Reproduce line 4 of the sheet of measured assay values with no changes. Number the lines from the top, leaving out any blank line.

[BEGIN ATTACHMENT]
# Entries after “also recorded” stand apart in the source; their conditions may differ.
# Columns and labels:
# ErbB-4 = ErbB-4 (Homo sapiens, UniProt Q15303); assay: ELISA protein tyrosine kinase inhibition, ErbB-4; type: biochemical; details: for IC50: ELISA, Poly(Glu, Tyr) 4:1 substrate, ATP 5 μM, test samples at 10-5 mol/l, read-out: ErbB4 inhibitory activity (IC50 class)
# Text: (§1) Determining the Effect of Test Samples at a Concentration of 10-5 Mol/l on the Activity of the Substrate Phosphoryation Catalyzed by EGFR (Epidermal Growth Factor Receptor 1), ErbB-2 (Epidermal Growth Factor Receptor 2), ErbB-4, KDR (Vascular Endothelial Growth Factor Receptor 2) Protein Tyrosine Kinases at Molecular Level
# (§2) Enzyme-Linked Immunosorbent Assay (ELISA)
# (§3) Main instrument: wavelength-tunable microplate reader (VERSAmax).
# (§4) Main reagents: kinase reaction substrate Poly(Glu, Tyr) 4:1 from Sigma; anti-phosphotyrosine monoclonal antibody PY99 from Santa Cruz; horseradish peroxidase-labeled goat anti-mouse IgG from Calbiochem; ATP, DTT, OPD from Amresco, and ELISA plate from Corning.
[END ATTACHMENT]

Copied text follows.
# Text: (§1) Determining the Effect of Test Samples at a Concentration of 10-5 Mol/l on the Activity of the Substrate Phosphoryation Catalyzed by EGFR (Epidermal Growth Factor Receptor 1), ErbB-2 (Epidermal Growth Factor Receptor 2), ErbB-4, KDR (Vascular Endothelial Growth Factor Receptor 2) Protein Tyrosine Kinases at Molecular Level